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Los Angeles Times (7 May 2002)

"Four Beloved Live-Action Disney Films Now on DVD"

by Susan King

Cast and crew from Pollyanna, Old Yeller, Swiss Family Robinson, and Parent Trap remember Walt’s hands-on involvement.

Hayley Mills recalls that things didn’t go very well on her first day of shooting Pollyanna, the 1960 Walt Disney drama for which she won a juvenile Academy Award. In fact, she did so poorly in her scene with veteran Karl Malden that her father, Sir John Mills, told her she had as much personality as a vegetable.

“I was just sort of being boring,” says the actress, who recently moved from London to New York City. “I think I was being distracted, really, by the size of the set and the people and being out there in the blistering California sun.”

Mills, then 13, had only made one film in her native England -- the acclaimed 1959 black-and-white drama, Tiger Bay. And here she was suddenly starring in a big-budget, high-profile period drama about a plucky orphan opposite such stars as Malden, Jane Wyman, Agnes Moorehead, and Adolphe Menjou.

“I wasn’t concentrating on what I was doing,” says Mills, 56, who continues to act on stage and in TV. “I was much more interested in what was going on around me. The unit was so vast. There were so many crew members. And I was dying for the lunch break because there were all these wonderful things to eat that I had never seen before.”

But after her conversation with her father, Mills knew she had to buckle down. By calling her a vegetable, “I think he just sort of understood that I would understand what that meant.”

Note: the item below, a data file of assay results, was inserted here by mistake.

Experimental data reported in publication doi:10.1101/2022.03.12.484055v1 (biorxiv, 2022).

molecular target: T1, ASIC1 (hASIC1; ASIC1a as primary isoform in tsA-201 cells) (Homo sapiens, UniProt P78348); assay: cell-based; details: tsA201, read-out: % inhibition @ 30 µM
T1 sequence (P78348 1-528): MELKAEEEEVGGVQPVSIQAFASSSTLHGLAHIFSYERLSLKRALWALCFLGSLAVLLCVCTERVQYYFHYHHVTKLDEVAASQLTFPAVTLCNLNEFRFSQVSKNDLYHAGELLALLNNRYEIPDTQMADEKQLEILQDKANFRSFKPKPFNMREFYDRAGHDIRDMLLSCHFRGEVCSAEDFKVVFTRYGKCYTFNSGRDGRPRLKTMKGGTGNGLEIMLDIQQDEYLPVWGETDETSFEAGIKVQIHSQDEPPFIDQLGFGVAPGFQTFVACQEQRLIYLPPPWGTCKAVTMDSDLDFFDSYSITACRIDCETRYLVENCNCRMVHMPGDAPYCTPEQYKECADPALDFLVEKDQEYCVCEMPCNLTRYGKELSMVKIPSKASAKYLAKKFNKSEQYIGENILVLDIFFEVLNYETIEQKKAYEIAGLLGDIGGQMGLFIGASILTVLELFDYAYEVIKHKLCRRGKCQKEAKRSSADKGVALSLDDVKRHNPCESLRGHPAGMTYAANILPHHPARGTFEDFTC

Pollyanna is one of four beloved Disney live-action films being released on DVD today in fully restored, two-disc sets. The “Vault Disney Collection” ($30 each) also features the 1957 boy-and-his-dog melodrama Old Yeller; the 1960 action-adventure film Swiss Family Robinson; and Mills’ 1961 comedy, The Parent Trap, in which she plays twins who go through an elaborate ruse to get their divorced parents back together.

The discs include audio commentary from stars and directors; new documentaries on the making of the films; production archives; episodes from Disney’s TV series, Disneyland and The Wonderful World of Disney; vintage cartoons; audio excerpts and several other features.

Mills and others involved in making these films say the hand of studio chief Disney is evident throughout.

“He was involved in all of his movies and in the shooting and the storyboards and how he wanted it to look,” she says. “Some directors, I think, thought he was a bit too much involved. But they had to do it his way. And his way was pretty good. He knew what he was talking about and he was a very great leader.”

Swiss Family Robinson, which starred John Mills, Dorothy McGuire, Tommy Kirk, Kevin Corcoran, and James MacArthur, was the fourth and final film Ken Annakin (The Longest Day) directed for Disney.

“With Walt, when you had a discussion, even if he said this is an idea off the top of my head, if you opposed that or had any slight objection to it, you could make sure that would be in,” says the 87-year-old British director.

One thing Disney wanted included in this lavish adaptation of Johann Wyss’ novel about a shipwrecked family was a tiger, Annakin recalls. “When he raised the idea of the tiger, I said, ‘You know, Walt, I have worked with a lion, and lions and tigers are very difficult to work with. But I think a lion might be better than a tiger.’ He immediately said, ‘Ken is afraid of a tiger.’ From that moment, every time the tiger was raised, he would say, ‘We’ll do this and this with the tiger -- of course, if Ken feels he can do it.’”

Working with Disney, Annakin says, was wonderful “as long as you kept to the lines of what he had agreed. Every sequence in the picture had been through Walt’s brain. This picture was very unusual. We developed the story to what the characters would be like and then, halfway through, Walt said to me, ‘I am going to give you a storyboard artist and we are going to develop the rest of the picture on storyboard, and then we’ll hand it over to the writer and he’ll put some lines in for the actors.’ That’s what we did.”